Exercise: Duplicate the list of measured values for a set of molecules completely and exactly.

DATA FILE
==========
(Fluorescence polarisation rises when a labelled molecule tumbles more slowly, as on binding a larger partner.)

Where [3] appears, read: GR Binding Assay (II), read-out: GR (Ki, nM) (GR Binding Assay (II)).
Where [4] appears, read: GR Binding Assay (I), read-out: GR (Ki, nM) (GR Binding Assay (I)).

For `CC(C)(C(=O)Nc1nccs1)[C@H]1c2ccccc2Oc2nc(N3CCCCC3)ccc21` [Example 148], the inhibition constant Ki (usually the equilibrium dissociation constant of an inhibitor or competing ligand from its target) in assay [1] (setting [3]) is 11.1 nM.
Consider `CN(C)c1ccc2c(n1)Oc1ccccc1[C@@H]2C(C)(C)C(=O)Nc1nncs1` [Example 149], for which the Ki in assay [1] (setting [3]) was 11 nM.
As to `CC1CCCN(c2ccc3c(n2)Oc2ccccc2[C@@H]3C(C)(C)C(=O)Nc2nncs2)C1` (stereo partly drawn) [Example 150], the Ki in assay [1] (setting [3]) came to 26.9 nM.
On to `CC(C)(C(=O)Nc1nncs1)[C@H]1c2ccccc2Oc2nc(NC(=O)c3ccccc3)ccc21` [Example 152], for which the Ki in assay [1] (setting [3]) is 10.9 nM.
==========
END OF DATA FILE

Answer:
(Fluorescence polarisation rises when a labelled molecule tumbles more slowly, as on binding a larger partner.)

Where [3] appears, read: GR Binding Assay (II), read-out: GR (Ki, nM) (GR Binding Assay (II)).
Where [4] appears, read: GR Binding Assay (I), read-out: GR (Ki, nM) (GR Binding Assay (I)).

For `CC(C)(C(=O)Nc1nccs1)[C@H]1c2ccccc2Oc2nc(N3CCCCC3)ccc21` [Example 148], the inhibition constant Ki (usually the equilibrium dissociation constant of an inhibitor or competing ligand from its target) in assay [1] (setting [3]) is 11.1 nM.
Consider `CN(C)c1ccc2c(n1)Oc1ccccc1[C@@H]2C(C)(C)C(=O)Nc1nncs1` [Example 149], for which the Ki in assay [1] (setting [3]) was 11 nM.
As to `CC1CCCN(c2ccc3c(n2)Oc2ccccc2[C@@H]3C(C)(C)C(=O)Nc2nncs2)C1` (stereo partly drawn) [Example 150], the Ki in assay [1] (setting [3]) came to 26.9 nM.
On to `CC(C)(C(=O)Nc1nncs1)[C@H]1c2ccccc2Oc2nc(NC(=O)c3ccccc3)ccc21` [Example 152], for which the Ki in assay [1] (setting [3]) is 10.9 nM.